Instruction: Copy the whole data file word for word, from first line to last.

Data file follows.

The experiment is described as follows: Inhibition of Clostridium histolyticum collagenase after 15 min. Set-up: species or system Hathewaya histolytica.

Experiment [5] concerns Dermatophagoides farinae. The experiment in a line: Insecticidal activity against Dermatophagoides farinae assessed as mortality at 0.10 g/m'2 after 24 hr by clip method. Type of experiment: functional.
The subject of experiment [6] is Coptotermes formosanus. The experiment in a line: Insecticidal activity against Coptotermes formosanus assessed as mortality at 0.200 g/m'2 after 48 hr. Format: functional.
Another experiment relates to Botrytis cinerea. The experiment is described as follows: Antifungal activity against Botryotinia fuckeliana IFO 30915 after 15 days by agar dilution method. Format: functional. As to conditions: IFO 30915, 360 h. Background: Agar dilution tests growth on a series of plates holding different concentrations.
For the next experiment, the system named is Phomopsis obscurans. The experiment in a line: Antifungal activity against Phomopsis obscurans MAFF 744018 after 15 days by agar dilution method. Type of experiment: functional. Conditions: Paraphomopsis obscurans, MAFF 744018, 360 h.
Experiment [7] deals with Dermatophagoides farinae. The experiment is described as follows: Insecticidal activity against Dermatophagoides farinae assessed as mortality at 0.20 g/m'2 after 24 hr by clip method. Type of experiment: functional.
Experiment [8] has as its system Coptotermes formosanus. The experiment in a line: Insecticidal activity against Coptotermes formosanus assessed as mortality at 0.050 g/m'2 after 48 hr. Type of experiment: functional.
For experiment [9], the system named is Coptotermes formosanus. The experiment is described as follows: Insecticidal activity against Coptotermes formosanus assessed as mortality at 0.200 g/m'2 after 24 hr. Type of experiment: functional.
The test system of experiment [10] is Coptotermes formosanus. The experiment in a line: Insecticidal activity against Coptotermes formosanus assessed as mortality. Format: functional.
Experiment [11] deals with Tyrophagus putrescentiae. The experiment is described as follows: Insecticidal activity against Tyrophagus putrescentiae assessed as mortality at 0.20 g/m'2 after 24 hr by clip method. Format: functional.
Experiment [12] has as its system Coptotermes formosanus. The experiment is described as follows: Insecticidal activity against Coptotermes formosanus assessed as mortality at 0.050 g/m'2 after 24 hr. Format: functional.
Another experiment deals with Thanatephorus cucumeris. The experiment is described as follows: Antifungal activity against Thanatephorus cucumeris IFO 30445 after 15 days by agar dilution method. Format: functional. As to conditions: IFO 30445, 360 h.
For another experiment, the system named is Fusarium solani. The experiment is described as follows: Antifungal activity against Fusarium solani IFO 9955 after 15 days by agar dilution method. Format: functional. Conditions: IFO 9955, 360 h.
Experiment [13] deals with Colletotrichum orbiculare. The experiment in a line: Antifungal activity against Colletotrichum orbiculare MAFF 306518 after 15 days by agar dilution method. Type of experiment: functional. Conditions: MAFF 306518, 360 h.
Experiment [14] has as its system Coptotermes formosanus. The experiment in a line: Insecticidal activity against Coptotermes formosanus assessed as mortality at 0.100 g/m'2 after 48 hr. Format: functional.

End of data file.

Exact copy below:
The experiment is described as follows: Inhibition of Clostridium histolyticum collagenase after 15 min. Set-up: species or system Hathewaya histolytica.

Experiment [5] concerns Dermatophagoides farinae. The experiment in a line: Insecticidal activity against Dermatophagoides farinae assessed as mortality at 0.10 g/m'2 after 24 hr by clip method. Type of experiment: functional.
The subject of experiment [6] is Coptotermes formosanus. The experiment in a line: Insecticidal activity against Coptotermes formosanus assessed as mortality at 0.200 g/m'2 after 48 hr. Format: functional.
Another experiment relates to Botrytis cinerea. The experiment is described as follows: Antifungal activity against Botryotinia fuckeliana IFO 30915 after 15 days by agar dilution method. Format: functional. As to conditions: IFO 30915, 360 h. Background: Agar dilution tests growth on a series of plates holding different concentrations.
For the next experiment, the system named is Phomopsis obscurans. The experiment in a line: Antifungal activity against Phomopsis obscurans MAFF 744018 after 15 days by agar dilution method. Type of experiment: functional. Conditions: Paraphomopsis obscurans, MAFF 744018, 360 h.
Experiment [7] deals with Dermatophagoides farinae. The experiment is described as follows: Insecticidal activity against Dermatophagoides farinae assessed as mortality at 0.20 g/m'2 after 24 hr by clip method. Type of experiment: functional.
Experiment [8] has as its system Coptotermes formosanus. The experiment in a line: Insecticidal activity against Coptotermes formosanus assessed as mortality at 0.050 g/m'2 after 48 hr. Type of experiment: functional.
For experiment [9], the system named is Coptotermes formosanus. The experiment is described as follows: Insecticidal activity against Coptotermes formosanus assessed as mortality at 0.200 g/m'2 after 24 hr. Type of experiment: functional.
The test system of experiment [10] is Coptotermes formosanus. The experiment in a line: Insecticidal activity against Coptotermes formosanus assessed as mortality. Format: functional.
Experiment [11] deals with Tyrophagus putrescentiae. The experiment is described as follows: Insecticidal activity against Tyrophagus putrescentiae assessed as mortality at 0.20 g/m'2 after 24 hr by clip method. Format: functional.
Experiment [12] has as its system Coptotermes formosanus. The experiment is described as follows: Insecticidal activity against Coptotermes formosanus assessed as mortality at 0.050 g/m'2 after 24 hr. Format: functional.
Another experiment deals with Thanatephorus cucumeris. The experiment is described as follows: Antifungal activity against Thanatephorus cucumeris IFO 30445 after 15 days by agar dilution method. Format: functional. As to conditions: IFO 30445, 360 h.
For another experiment, the system named is Fusarium solani. The experiment is described as follows: Antifungal activity against Fusarium solani IFO 9955 after 15 days by agar dilution method. Format: functional. Conditions: IFO 9955, 360 h.
Experiment [13] deals with Colletotrichum orbiculare. The experiment in a line: Antifungal activity against Colletotrichum orbiculare MAFF 306518 after 15 days by agar dilution method. Type of experiment: functional. Conditions: MAFF 306518, 360 h.
Experiment [14] has as its system Coptotermes formosanus. The experiment in a line: Insecticidal activity against Coptotermes formosanus assessed as mortality at 0.100 g/m'2 after 48 hr. Format: functional.